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Fresh Herb Beauty Recipes: Field-to-Face Grooming

Fresh Herb Beauty Recipes: Field-to-Face Grooming

Nothing enlivens a meal like fresh-cut herbs. They add flavour, fragrance and zest to your dishes as well as many therapeutic properties. Herbs have been used medicinally and therapeutically for their natural beautifying benefits for centuries. Popular herbs such as mint, basil, sage and rosemary are commonly found this season at your local grocer, farmers’ market or snipped from your own backyard. They are so much more than tasty garnishes! To help you harness the power garden-fresh herbs, here are four DIY recipes for at home field-to-face grooming.

Mint
Mint is one of the most refreshing, cooling herbs available and can be used to treat skin inflammation inside and out. It is wonderful as a digestive tonic that helps to soothe conditions like rosacea, eczema and acne; skin problems that are often linked to poor digestion and inflammation in the gastrointestinal tract. Mint can also easily be made into a calming toner by infusing a handful of it in two cups of hot water and refrigerating. Simply transfer this to a spray bottle and mist sensitive skin after cleansing for complexion calming action.

Basil
An excellent herb for anti-aging, basil regenerates dull complexions and repairs skin damage. While sweet basil is most commonly found in North American gardens and grocery stores, other types of basil also make fantastic aromatics and beauty treatments. In particular, holy basil, also known as tulsi, is a basil family member that is prized for its complexion-healing properties. According to Ayurvedic medicine, tulsi is a rasayana: a natural rejuvenator and anti-oxidant that helps to restore skin. Either type of basil can be added to meals or used as a facial mask. Simply finely chop one teaspoon of conventional basil or tulsi and combine this with one tablespoon of plain yogurt to make a facial mask. Let this mixture sit for ten minutes so that the basil leaf essence can meld into the yogurt base before applying it to clean skin. Rinse with tepid water after twenty minutes for a newly hydrated, nourished complexion.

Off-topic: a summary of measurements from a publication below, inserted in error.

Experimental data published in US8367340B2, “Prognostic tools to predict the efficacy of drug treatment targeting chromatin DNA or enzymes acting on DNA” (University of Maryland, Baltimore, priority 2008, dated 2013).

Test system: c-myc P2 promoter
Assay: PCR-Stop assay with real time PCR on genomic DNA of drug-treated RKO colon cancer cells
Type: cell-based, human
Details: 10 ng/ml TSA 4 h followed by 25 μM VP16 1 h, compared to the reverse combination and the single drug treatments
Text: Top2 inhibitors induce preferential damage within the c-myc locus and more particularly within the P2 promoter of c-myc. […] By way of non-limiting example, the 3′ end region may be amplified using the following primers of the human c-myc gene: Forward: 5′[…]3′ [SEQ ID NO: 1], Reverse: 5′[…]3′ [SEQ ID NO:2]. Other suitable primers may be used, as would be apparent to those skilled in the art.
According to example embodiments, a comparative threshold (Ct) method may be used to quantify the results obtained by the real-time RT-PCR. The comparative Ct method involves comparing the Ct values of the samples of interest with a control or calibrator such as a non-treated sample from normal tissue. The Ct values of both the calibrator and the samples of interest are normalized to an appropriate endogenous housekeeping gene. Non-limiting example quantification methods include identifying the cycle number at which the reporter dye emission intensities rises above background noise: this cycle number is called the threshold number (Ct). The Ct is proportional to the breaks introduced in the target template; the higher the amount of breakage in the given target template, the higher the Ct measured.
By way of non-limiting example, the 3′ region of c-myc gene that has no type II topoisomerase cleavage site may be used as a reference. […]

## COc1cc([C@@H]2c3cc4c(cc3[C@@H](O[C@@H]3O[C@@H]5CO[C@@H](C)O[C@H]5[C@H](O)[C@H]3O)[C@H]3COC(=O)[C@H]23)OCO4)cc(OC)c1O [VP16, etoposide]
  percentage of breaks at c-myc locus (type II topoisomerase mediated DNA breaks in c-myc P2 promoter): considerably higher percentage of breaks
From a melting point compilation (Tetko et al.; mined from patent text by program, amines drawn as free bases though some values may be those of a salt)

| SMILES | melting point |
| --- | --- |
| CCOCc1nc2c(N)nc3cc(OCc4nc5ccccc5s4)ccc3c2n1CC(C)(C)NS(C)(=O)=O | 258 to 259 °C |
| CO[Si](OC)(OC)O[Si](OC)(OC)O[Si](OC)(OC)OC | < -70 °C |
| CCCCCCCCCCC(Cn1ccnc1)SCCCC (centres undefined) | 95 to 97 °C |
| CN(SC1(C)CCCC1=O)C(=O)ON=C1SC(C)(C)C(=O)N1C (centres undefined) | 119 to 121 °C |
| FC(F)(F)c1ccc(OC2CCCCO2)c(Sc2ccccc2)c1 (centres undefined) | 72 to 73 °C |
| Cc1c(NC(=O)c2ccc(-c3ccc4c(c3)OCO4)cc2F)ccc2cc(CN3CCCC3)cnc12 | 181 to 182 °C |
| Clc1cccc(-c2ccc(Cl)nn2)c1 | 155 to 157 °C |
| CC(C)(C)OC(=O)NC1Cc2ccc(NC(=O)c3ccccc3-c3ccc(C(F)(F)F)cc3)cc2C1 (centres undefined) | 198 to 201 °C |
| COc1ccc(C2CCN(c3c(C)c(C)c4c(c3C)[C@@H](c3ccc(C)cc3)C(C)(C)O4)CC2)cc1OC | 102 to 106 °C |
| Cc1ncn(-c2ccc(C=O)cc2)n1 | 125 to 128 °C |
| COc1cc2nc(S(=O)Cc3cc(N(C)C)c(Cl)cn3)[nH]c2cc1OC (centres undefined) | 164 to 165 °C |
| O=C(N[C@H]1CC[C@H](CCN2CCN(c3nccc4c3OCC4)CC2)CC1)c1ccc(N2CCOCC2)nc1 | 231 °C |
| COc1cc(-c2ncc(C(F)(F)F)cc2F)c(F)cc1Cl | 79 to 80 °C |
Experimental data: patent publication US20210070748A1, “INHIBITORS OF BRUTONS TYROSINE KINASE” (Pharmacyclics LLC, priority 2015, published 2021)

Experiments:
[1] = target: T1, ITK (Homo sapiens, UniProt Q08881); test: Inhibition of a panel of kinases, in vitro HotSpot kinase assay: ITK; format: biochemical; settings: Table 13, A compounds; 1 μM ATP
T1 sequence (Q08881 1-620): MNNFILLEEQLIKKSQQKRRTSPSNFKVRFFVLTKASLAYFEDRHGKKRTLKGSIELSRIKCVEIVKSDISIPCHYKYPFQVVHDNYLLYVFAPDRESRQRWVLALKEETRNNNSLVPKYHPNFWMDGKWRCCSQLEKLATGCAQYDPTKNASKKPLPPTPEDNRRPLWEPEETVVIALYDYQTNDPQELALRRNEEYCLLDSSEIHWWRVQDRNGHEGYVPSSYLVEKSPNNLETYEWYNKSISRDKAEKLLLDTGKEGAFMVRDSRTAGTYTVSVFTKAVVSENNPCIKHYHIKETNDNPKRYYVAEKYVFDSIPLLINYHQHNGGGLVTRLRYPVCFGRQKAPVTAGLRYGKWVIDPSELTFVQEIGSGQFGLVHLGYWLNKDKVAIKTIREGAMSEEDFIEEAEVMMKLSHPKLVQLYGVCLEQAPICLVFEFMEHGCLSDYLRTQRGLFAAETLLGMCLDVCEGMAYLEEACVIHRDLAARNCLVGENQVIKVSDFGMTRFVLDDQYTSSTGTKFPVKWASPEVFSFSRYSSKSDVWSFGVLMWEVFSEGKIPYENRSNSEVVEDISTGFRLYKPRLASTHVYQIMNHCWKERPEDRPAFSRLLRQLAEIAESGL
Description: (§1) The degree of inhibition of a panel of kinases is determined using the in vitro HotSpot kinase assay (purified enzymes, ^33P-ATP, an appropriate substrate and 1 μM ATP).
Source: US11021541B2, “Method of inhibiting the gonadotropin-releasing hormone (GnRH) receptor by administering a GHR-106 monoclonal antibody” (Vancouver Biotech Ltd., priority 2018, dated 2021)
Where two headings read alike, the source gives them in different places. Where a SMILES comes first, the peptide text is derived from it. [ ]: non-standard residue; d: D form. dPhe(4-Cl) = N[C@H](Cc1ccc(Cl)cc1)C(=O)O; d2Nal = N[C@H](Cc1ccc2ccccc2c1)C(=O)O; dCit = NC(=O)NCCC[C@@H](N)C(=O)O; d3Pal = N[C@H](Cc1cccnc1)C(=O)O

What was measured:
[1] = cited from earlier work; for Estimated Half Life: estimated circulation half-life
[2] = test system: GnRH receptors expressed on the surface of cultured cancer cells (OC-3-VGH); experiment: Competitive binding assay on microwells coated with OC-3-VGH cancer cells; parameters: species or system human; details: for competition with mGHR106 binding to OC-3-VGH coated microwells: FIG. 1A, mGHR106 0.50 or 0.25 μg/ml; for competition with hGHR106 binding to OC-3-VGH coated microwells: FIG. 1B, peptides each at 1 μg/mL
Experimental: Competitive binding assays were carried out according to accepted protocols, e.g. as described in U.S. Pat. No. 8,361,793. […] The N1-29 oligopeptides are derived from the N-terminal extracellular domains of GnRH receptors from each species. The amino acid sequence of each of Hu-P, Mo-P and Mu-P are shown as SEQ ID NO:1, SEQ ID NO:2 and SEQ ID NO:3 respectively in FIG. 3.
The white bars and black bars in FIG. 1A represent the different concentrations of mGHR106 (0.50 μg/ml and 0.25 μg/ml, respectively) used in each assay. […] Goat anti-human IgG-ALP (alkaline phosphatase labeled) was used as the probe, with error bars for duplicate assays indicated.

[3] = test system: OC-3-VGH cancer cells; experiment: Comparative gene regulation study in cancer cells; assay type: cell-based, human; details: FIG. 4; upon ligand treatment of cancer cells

Sage
A strong anti-bacterial, sage is known to treat problem skin. This herb helps clarify acne complexions and regulate surface sebum. Add fresh sage to warm water and use this as a facial compress or put its leaves into boiled water to make a clarifying steam bath. To further use sage’s blemish-fighting action, also drink as a tea. Sage tea has been used in herbal medicine to rebalance the hormonal system and normalize the output of sweat glands.

Rosemary
Rosemary increases circulation. Eating it or applying it topically helps to stimulate blood flow, which is important for feeding and detoxifying the skin. Poor circulation in the scalp and around hair follicles has also been linked to hair loss making rosemary a therapeutic hair oil ingredient. Make your own by crushing rosemary sprigs with a spoon before letting it soak in a cup of olive, jojoba or coconut oil overnight. Apply this oil to the roots of the hair while doing an invigorating scalp massage.

Kristen Ma is an esthetician, Ayurvedic practitioner and award-winning author of “Beauty: Pure + Simple – A Holistic Guide to Natural Beauty”.  Kristen co-owns Pure + Simple Inc., an independent chain of holistic spas that also has its own line of natural skincare. She blogs regularly about natural, Ayurveda-inspired beauty at www.holisticvanity.com and tweets @holisticvanity.  She also writes for a number of publications and is a regular contributor to The Huffington Post.

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